The Book on the Shelf

Every time Kamla, the maid used to pick the duster (a rugged piece of cloth) to clean the shelf, the faint glimmer of the golden thread outlining the cover of a book would arrest my attention. The book was a gift from a distant relative of mine and it has held its bastions on that prestigious shelf ever since.

I still remember the day when that book came into my life. It was an inauspicious day filled with rows of colourful hanging balloons and disco lights to celebrate my debut entry in the teenage years. A whole lot of people were invited and a huge pile of gifts adorned the garage space, close to the living room. The space was too large for the accommodation of a two wheeler vehicle and has served multitude purposes at some point of time or the other.

“When would you be able to see your birthday gifts?” asked Samit, one of my very close school friend. He always believed that if not anything else birthdays do give an opportunity to enjoy the praises and gifts especially meant for a single person. The focus of attention always used to create an illusion of a famed celebrity in the milieu of crowd waiting in eager anticipation to shower their love and blessing.

“I don’t know. Most probably, I would be going through them tomorrow.” My hands were itching to rummage through those small and large boxes wrapped in glittering cellophane paper.

As the day progressed and celebrations saw the dawn of midnight, I could no longer able to hold myself from the enchanting spell of those numerous gifts. I quickly made my way to the garage space and the first thing that I could lay my hands on was this book. A shipwreck of a family occupied the cover page of the book. I put that aside and decided to cover the rest of the gifts.

But the prying eyes of my mother made it almost impossible to succeed in my mission.

The next day was a Monday and the rigours of the school brought me back to the reality of those unfamiliar texts on blackboard and the dull coloured blue coating of the walls which closely resembled our uniforms. I always used to wonder whether the school was painted to resemble the colour of uniforms or the uniforms were designed to match the colour of the school building.

“Where is the book that I got on my birthday?” I asked my mother on that evening.

“Oh! Your father has kept it in the book shelf.”

I rushed inside to lay my hands on that book. But alas! the shelf was too high for me. I was not able to reach it even after doing several rounds of hopping and jumping.

Then I decided to use a stool to reach there. A three legged broken stool was lying in the veranda for repair. I brought it inside and placed it close to the shelf. As I began to climb, it started shaking vigorously and though I did manage to get a hand on my coveted possession, I fell down with a heavy gash at the rear end of my temple.

My mother immediately rushed to the spot and took me to the doctor. After a few stitches and a heavily wrapped bandage on my forehead, I came back home. I was strictly admonished to never go near the shelf.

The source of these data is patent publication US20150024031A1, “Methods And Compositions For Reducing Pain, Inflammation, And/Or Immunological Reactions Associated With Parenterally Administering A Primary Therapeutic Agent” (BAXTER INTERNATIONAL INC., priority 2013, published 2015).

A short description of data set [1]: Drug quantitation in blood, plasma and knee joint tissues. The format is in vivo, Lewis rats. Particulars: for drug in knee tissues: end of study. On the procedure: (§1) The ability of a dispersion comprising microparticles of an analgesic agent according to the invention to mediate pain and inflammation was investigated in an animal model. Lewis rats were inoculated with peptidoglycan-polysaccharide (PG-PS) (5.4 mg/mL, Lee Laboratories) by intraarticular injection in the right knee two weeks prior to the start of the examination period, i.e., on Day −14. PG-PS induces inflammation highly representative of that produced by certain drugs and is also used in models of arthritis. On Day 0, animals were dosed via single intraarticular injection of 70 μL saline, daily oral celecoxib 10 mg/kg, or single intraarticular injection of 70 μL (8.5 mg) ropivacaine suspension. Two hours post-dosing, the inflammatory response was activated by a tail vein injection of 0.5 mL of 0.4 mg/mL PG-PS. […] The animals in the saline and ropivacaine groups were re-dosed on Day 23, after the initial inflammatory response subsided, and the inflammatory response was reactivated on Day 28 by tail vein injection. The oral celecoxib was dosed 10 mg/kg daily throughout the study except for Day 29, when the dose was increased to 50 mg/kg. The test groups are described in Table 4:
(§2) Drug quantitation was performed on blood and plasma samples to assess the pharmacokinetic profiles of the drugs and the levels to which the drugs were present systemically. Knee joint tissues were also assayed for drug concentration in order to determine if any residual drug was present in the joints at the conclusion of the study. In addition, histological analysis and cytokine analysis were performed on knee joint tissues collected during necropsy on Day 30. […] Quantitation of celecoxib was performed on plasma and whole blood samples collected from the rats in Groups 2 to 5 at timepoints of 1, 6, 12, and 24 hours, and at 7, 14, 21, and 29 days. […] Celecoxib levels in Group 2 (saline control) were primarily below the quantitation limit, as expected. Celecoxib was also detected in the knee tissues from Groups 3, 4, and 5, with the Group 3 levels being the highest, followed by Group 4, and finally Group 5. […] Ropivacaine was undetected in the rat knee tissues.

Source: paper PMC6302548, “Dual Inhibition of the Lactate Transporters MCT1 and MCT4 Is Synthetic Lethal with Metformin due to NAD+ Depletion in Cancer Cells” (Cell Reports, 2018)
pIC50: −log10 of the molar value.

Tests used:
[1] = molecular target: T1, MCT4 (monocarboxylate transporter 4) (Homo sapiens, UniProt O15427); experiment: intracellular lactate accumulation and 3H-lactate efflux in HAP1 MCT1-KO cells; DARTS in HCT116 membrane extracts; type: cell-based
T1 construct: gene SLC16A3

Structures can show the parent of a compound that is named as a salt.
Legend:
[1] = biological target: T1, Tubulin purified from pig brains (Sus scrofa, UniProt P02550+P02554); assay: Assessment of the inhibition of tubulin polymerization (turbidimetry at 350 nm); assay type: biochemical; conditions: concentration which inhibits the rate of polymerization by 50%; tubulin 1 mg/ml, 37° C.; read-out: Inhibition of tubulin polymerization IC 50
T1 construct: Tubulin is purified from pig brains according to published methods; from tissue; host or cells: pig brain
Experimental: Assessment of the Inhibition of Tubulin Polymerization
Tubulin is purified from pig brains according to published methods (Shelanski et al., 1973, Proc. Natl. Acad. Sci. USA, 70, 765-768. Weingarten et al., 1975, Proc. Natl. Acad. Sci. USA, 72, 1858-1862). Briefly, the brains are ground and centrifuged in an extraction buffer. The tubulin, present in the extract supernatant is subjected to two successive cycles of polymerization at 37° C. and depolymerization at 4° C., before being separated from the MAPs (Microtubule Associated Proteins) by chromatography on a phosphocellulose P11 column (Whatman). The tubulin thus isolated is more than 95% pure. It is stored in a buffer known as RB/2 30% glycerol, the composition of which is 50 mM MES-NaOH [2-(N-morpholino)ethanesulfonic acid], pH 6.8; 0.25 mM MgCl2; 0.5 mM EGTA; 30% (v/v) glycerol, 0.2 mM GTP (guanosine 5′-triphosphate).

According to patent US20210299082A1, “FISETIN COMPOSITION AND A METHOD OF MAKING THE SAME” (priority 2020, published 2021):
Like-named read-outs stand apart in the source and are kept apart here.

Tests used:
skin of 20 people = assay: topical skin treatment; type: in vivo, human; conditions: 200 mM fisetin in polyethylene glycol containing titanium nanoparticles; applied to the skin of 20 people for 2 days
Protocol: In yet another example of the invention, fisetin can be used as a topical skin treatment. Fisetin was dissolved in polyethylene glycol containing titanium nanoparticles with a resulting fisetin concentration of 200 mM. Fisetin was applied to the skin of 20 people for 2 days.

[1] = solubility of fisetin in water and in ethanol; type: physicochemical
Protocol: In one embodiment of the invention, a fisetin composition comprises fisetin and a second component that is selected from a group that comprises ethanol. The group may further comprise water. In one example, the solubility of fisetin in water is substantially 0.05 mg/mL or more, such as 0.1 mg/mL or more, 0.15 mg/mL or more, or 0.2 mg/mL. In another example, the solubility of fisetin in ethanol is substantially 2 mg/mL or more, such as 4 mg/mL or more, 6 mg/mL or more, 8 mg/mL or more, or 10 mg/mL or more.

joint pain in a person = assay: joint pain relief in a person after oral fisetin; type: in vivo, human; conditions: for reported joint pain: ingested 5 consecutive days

A heavy downpour in the evening now and then was pretty common and it only perpetuated the tenacity of the winters in those northern parts of the region. The large windows almost running parallel to the length of the walls used to provide a gateway to the moisture laden heavy gusts of wind. On one such occasion, I rushed to close the windows and as I glanced upon that golden thread, my mind began to relish the opportunity of getting that book from the shelf. I was pretty grown up by then and my hands would easily reach the top of the shelf.

As I picked the book, a heavy lightning followed by a huge growl of the clouds almost froze me. The transformer in the vicinity of our neighbourhood was in flames and within no time, all the lights went off and only that golden thread gleamed in my hand. I rested that book on the shelf.

As I reached the formative years of my college, the month long summer holidays used to give me ample prospect to spend my time in my favourite pastime of going through journals and books. One day as I was looking at the picture of shipwreck, I immediately made my mind to commence reading that book.

At that very instant, the shrill sound of the telephone made me rush and the depressing news of my maternal aunt’s death filled the entire atmosphere with gloom and melancholy. She was pretty close to me and used to pamper me a lot. Sometime it made me feel that I am very fortunate to have two mothers taking care of me. I have never envisaged the thought of her sudden absence from my life and definitely not her sudden demise even in the wildest of my dreams.

The last few days of my holidays were spent in the native region of my grandmother and the golden thread of that virgin book sparkled among the grime and cobwebs.

As Kamla picked the book to clean the shelf, she complained of feeling a bit dizzy. I immediately took that book from her hand and without a second thought dumped it in the sack of old newspapers and magazines. The next day a rag picker took that sack away.

In the evening, news flashed in the local television channel of a terrible accident between an auto -rickshaw and a bike. The passengers on both sides were safe and the only casualty was the death of a roadside rag picker.


A Post by Sushobhan who blogs at Read to enjoy

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